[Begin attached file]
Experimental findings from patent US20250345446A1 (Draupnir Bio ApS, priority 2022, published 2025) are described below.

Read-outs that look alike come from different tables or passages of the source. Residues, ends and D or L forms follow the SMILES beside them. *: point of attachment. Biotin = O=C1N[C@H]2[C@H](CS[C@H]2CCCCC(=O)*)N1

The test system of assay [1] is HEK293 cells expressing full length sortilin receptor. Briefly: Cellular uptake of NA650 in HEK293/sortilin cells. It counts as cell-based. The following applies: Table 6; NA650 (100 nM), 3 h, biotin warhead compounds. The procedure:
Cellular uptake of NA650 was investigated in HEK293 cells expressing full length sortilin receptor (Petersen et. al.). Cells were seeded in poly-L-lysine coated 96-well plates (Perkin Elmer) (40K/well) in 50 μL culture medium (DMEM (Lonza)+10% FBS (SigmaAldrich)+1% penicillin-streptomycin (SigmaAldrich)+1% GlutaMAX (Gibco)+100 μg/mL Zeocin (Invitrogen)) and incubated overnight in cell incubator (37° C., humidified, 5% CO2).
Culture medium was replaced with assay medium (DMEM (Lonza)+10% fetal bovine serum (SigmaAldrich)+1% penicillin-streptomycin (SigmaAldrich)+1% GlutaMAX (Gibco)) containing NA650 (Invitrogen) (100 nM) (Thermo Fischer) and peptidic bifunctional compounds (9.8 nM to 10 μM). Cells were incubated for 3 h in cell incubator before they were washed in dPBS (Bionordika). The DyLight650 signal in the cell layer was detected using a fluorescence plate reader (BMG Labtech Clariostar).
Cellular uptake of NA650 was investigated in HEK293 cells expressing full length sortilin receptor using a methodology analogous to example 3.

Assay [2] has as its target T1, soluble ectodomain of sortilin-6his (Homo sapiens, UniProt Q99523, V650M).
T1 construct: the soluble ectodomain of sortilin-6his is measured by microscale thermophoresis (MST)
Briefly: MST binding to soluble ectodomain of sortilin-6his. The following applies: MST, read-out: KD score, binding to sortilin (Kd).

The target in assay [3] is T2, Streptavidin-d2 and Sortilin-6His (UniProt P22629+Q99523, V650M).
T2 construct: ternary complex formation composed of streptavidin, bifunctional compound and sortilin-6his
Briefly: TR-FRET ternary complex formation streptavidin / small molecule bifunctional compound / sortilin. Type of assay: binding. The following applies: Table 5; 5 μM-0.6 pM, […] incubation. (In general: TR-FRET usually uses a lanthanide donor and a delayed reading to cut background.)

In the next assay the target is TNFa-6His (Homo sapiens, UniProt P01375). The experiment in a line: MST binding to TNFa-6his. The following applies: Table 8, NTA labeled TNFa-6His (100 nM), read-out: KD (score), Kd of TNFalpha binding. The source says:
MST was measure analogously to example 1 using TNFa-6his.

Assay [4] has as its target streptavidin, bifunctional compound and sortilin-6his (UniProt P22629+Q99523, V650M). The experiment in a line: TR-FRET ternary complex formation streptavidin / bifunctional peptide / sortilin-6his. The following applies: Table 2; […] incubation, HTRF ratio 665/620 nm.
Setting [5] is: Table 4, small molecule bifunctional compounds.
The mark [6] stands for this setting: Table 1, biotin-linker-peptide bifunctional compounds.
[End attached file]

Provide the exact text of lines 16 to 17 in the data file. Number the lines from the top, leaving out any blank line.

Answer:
Setting [5] is: Table 4, small molecule bifunctional compounds.
The mark [6] stands for this setting: Table 1, biotin-linker-peptide bifunctional compounds.